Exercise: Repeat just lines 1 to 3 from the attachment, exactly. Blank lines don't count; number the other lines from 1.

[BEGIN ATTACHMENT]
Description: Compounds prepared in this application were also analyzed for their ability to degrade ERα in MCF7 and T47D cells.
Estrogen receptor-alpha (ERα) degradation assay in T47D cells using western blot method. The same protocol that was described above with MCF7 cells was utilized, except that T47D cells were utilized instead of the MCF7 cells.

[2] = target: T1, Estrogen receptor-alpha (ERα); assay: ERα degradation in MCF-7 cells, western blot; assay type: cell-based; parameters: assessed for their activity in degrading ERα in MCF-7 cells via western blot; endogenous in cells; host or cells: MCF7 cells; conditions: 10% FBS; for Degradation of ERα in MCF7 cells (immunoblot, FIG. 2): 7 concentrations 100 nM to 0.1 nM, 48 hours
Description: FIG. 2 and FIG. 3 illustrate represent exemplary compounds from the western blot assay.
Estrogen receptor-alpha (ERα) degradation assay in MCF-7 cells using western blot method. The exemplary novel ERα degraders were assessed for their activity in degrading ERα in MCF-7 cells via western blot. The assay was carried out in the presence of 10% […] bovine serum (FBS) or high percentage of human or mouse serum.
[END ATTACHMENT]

Description: Compounds prepared in this application were also analyzed for their ability to degrade ERα in MCF7 and T47D cells.
Estrogen receptor-alpha (ERα) degradation assay in T47D cells using western blot method. The same protocol that was described above with MCF7 cells was utilized, except that T47D cells were utilized instead of the MCF7 cells.

[2] = target: T1, Estrogen receptor-alpha (ERα); assay: ERα degradation in MCF-7 cells, western blot; assay type: cell-based; parameters: assessed for their activity in degrading ERα in MCF-7 cells via western blot; endogenous in cells; host or cells: MCF7 cells; conditions: 10% FBS; for Degradation of ERα in MCF7 cells (immunoblot, FIG. 2): 7 concentrations 100 nM to 0.1 nM, 48 hours